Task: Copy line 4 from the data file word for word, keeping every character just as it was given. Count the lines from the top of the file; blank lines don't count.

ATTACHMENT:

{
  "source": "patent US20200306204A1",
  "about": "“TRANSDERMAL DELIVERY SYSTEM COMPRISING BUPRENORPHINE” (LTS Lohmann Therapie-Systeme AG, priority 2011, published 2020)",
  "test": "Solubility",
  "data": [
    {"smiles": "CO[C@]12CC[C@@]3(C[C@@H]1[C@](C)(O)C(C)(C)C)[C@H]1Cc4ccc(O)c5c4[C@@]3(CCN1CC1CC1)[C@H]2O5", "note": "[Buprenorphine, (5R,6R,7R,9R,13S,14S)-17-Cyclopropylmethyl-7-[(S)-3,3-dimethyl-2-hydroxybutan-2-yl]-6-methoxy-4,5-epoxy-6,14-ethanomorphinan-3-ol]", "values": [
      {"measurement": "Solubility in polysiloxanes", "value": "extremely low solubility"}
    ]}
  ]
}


  "test": "Solubility",